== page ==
7 September 2007
© Focus Features.
Viggo Mortensen turns 50 next year, and he's one of those movie actors whom you want to see age. There's a menace that lurks beneath the surface of Mortensen's cool, taut exterior and it never comes as any surprise when it spills over and scalds anyone unfortunate enough to jar that smoothly lined lid open.
This is the quality of an old-school action star, the ability to hint at lifetimes of unspoken and unseen experience that kept drawing directors like John Ford back to actors like John Wayne, Anthony Mann back to James Stewart, Sergio Leone back to Clint Eastwood, and - twice now - David Cronenberg back to Mortensen. And it's a quality that only gets more menacingly potent with time.
Although Cronenberg has demonstrated a persistent knack for drawing untapped resources from a series of unconventional actors - James Woods in Videodome, Christopher Walken in The Dead Zone, Jeff Goldblum in The Fly, Jeremy Irons in Dead Ringers and Peter Weller in Naked Lunch - he has, with the exception of Irons, seemed to have tapped these performers' deeper wells of inspiration after a single drop in the bucket.
Not so with Mortensen, whose turn as the all-American, killer-next-door in Cronenberg's A History of Violence can now be seen as prologue for the actor's appearance as an impenetrably motivated Russian mob chauffeur in the menacingly brilliant crime drama Eastern Promises.
In the same way that A History of Violence stretched the skin of genre over a meditation on the mutually implicating relationship between producers and consumers of mass-market brutality, Eastern Promises is a movie of dangerously deceptive surfaces.
On one level the story of the lurid revelations exposed when the London-based Russian crime family headed by the outwardly genteel restaurateur Semyon (Armin Mueller-Stahl) finds itself investigated by a hospital midwife (Naomi Watts) looking for clues into a pregnant teenager's death.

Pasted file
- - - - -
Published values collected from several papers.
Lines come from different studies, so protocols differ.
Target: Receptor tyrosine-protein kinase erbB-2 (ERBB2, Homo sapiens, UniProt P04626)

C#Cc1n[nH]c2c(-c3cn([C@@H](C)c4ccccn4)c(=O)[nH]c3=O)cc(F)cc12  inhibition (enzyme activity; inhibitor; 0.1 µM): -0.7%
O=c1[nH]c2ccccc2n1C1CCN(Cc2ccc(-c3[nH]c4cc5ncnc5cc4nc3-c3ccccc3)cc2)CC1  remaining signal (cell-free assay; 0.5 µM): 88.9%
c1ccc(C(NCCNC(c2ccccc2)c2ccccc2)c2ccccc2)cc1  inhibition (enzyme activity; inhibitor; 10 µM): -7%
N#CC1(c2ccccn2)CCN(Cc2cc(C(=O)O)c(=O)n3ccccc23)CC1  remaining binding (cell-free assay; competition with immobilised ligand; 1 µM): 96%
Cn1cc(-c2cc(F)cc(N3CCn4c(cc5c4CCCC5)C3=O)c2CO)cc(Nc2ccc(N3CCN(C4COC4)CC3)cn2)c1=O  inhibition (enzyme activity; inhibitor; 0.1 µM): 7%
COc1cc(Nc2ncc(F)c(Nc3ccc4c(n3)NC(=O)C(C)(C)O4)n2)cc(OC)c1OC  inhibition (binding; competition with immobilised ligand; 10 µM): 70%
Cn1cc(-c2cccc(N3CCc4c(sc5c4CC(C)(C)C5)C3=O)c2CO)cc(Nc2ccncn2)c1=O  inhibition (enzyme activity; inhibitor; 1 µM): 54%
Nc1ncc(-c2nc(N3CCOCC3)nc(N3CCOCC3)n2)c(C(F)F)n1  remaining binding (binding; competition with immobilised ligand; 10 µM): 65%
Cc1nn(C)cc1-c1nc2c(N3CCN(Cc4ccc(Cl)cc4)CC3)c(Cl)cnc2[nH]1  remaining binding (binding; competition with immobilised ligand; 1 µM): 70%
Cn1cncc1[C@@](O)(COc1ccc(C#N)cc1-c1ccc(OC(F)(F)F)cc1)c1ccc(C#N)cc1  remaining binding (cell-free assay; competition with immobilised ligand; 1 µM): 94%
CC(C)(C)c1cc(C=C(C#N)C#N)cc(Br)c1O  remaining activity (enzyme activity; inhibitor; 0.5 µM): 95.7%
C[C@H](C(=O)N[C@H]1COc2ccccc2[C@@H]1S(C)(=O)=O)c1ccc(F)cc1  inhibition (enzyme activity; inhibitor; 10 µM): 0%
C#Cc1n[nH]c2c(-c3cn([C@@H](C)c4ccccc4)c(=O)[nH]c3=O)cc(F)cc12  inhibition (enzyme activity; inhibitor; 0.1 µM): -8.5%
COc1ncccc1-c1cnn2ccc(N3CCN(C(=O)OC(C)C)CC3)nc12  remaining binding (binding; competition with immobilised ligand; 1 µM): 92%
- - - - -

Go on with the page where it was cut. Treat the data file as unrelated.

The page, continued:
On others, Eastern Promises is another Cronenbergian investigation of the hard-wired nature of human monstrosity.
In the gangster movie, violence is merely the price of doing business. In Eastern Promises, a gangster movie that wears its conventions with the confidently disarming ease that Mortensen's Nikolai wears his retro-cool '60s suits and Link Wray pomp, violence is the very business of business.
As this is the first Cronenberg movie in years to appear without the dubious benefit of months of post-Cannes critical pre-digestion. And since surprise is one of its most effectively deployed tactics, it seems almost cruel to reveal too much about either the movie's plot or the startling diversions encountered along the way.
Suffice it to say that there is much more to be said: about the film's unsettlingly use of London specifically and space in general, about Cronenberg's increasingly minimal technique, about the film's combustible and displaced currents of sex, violence and power and about a filmmaker whose willingness to take risks is only made more remarkable by the fact that he messes with nothing more deliberately than his own audience.
In the meantime, keep your eyes on Mortensen. You could make an entire movie about the way that guy just stands in a room and quietly scans the atmosphere for even the slightest molecular disturbance.
Come to think of it, Eastern Promises may be that movie.
Last edited: 13 November 2007 15:14:22
© Toronto Star.